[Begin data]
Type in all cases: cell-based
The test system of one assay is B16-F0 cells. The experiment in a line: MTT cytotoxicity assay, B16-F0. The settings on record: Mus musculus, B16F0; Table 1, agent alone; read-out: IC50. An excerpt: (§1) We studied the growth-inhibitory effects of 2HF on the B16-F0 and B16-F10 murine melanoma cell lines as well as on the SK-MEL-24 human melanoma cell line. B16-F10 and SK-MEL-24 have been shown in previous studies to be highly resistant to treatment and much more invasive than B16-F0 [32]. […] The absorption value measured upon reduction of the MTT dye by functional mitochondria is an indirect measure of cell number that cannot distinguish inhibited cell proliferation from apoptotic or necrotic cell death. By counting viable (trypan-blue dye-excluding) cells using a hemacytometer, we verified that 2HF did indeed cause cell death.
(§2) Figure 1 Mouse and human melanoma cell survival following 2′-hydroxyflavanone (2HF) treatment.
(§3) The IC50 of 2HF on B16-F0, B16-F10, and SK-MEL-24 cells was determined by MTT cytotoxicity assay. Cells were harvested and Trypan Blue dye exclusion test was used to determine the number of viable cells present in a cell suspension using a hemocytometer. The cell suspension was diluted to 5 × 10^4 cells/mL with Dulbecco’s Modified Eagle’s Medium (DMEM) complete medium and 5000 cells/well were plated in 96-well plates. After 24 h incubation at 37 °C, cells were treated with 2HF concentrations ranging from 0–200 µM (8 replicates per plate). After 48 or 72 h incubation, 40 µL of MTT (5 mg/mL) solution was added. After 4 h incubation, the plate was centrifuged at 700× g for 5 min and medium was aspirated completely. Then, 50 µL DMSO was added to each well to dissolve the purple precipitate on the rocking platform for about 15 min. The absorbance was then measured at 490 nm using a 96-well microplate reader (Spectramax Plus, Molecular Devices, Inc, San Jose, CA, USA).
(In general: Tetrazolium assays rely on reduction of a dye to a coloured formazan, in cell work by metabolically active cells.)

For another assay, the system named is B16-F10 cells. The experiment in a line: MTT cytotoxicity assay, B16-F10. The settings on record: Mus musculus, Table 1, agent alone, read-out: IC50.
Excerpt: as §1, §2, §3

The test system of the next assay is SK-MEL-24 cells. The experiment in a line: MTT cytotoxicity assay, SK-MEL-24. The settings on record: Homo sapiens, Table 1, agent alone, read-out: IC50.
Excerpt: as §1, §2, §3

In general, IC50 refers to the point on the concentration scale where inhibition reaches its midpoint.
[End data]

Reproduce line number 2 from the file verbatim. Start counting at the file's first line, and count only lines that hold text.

The test system of one assay is B16-F0 cells. The experiment in a line: MTT cytotoxicity assay, B16-F0. The settings on record: Mus musculus, B16F0; Table 1, agent alone; read-out: IC50. An excerpt: (§1) We studied the growth-inhibitory effects of 2HF on the B16-F0 and B16-F10 murine melanoma cell lines as well as on the SK-MEL-24 human melanoma cell line. B16-F10 and SK-MEL-24 have been shown in previous studies to be highly resistant to treatment and much more invasive than B16-F0 [32]. […] The absorption value measured upon reduction of the MTT dye by functional mitochondria is an indirect measure of cell number that cannot distinguish inhibited cell proliferation from apoptotic or necrotic cell death. By counting viable (trypan-blue dye-excluding) cells using a hemacytometer, we verified that 2HF did indeed cause cell death.